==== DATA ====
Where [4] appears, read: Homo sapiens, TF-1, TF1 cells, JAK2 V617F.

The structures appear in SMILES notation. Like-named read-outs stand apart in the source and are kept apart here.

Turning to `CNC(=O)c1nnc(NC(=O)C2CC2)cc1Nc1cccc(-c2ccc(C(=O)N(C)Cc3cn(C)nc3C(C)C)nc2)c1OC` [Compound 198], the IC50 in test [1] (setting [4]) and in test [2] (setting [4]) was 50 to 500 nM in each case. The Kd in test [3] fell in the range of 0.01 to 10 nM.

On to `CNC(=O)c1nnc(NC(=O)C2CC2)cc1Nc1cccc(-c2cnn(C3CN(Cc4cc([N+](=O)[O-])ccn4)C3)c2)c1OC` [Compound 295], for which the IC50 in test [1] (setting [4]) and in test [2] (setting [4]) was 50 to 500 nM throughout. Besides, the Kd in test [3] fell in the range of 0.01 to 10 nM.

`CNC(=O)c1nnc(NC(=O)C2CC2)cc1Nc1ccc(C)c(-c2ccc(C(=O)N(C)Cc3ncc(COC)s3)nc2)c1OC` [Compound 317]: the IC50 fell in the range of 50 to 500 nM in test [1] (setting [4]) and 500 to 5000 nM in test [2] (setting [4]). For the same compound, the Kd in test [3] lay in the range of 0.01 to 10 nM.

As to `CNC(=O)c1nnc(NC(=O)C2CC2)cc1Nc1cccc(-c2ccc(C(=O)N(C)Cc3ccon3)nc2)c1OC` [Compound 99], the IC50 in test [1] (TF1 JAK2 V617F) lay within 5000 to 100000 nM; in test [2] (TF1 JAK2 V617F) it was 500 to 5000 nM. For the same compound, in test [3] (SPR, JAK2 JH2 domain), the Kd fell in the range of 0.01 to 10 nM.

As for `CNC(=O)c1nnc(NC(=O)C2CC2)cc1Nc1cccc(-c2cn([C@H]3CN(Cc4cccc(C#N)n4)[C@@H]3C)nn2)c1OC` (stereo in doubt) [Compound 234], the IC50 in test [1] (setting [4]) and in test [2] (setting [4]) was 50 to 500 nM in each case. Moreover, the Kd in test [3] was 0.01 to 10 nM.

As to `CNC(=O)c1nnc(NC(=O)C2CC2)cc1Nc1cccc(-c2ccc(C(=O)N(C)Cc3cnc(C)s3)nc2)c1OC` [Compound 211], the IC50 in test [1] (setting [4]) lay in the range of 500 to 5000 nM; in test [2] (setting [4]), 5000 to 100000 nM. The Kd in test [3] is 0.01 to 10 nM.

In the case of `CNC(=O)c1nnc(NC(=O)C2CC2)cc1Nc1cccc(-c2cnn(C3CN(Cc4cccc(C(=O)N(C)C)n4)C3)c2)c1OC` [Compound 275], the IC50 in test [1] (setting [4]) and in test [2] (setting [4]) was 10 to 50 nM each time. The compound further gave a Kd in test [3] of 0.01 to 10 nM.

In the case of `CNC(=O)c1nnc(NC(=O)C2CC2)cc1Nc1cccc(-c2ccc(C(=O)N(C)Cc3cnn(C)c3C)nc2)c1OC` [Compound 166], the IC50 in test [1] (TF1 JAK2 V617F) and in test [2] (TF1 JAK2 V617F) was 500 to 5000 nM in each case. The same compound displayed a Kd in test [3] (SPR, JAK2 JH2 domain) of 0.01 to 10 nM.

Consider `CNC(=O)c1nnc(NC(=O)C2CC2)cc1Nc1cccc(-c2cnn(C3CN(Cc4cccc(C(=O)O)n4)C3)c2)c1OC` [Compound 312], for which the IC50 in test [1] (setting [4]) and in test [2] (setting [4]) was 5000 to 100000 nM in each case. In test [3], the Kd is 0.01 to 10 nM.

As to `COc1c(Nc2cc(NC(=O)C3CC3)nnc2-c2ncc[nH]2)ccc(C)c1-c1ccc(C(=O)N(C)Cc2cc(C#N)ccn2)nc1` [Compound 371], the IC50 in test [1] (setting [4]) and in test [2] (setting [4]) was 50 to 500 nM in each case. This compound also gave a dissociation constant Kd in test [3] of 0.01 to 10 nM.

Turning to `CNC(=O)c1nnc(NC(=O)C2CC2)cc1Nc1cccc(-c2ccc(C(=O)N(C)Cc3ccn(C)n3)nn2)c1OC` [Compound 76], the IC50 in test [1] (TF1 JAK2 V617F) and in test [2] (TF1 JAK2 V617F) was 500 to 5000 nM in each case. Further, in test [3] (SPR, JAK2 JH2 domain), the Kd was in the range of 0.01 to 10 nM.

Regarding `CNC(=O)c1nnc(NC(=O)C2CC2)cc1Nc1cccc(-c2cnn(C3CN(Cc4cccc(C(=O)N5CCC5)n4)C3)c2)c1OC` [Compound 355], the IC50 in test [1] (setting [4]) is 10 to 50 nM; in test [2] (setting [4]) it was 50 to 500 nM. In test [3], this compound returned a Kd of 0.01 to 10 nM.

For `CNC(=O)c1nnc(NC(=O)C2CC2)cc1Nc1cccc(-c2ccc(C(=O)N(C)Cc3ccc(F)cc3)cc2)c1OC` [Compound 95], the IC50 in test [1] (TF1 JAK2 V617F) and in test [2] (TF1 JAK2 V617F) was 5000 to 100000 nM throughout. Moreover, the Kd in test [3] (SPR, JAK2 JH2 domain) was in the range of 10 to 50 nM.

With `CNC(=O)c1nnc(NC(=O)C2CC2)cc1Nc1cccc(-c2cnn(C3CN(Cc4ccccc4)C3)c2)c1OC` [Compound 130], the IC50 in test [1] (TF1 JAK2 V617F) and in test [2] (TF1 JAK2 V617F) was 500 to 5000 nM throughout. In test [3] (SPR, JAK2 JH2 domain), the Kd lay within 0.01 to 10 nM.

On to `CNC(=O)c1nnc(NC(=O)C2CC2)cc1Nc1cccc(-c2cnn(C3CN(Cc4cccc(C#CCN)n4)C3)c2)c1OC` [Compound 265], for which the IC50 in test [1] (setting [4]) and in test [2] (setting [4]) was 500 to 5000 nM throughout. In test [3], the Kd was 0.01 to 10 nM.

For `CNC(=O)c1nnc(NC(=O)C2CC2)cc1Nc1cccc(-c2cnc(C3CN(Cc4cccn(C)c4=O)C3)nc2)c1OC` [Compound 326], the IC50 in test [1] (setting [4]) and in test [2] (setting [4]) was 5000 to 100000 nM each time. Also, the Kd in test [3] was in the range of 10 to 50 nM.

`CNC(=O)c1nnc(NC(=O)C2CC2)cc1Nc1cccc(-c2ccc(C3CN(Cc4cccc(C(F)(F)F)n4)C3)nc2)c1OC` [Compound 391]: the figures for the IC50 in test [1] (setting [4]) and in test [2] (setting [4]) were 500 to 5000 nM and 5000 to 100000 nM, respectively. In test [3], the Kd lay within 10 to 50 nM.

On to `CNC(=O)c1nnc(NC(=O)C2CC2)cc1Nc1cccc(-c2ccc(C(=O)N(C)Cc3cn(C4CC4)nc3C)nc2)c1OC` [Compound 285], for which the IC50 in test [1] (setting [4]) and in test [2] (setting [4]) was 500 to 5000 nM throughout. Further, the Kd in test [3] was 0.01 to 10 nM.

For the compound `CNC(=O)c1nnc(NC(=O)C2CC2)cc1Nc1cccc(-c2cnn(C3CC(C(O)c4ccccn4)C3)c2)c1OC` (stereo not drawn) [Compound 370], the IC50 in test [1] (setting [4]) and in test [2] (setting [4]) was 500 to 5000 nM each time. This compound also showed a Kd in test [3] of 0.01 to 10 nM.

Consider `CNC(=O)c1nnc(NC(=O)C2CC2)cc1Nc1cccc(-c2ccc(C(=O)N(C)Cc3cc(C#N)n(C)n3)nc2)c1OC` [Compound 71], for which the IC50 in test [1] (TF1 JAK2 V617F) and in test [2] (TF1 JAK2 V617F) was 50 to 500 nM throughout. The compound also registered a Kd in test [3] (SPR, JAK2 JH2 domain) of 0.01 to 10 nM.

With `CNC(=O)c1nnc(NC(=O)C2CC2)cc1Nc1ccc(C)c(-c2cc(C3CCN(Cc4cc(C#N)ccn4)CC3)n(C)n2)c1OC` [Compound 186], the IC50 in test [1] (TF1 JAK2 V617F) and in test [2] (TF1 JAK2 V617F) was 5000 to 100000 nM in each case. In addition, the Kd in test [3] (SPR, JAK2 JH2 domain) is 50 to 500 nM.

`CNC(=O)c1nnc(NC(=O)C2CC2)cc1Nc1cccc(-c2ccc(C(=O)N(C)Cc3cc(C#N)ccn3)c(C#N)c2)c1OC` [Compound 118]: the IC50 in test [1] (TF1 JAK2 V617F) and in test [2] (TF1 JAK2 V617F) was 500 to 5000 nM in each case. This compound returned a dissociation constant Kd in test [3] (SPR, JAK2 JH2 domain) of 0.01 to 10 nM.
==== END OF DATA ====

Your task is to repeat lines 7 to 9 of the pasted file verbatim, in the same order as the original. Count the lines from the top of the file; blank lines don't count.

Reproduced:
As for `CNC(=O)c1nnc(NC(=O)C2CC2)cc1Nc1cccc(-c2cn([C@H]3CN(Cc4cccc(C#N)n4)[C@@H]3C)nn2)c1OC` (stereo in doubt) [Compound 234], the IC50 in test [1] (setting [4]) and in test [2] (setting [4]) was 50 to 500 nM in each case. Moreover, the Kd in test [3] was 0.01 to 10 nM.

As to `CNC(=O)c1nnc(NC(=O)C2CC2)cc1Nc1cccc(-c2ccc(C(=O)N(C)Cc3cnc(C)s3)nc2)c1OC` [Compound 211], the IC50 in test [1] (setting [4]) lay in the range of 500 to 5000 nM; in test [2] (setting [4]), 5000 to 100000 nM. The Kd in test [3] is 0.01 to 10 nM.

In the case of `CNC(=O)c1nnc(NC(=O)C2CC2)cc1Nc1cccc(-c2cnn(C3CN(Cc4cccc(C(=O)N(C)C)n4)C3)c2)c1OC` [Compound 275], the IC50 in test [1] (setting [4]) and in test [2] (setting [4]) was 10 to 50 nM each time. The compound further gave a Kd in test [3] of 0.01 to 10 nM.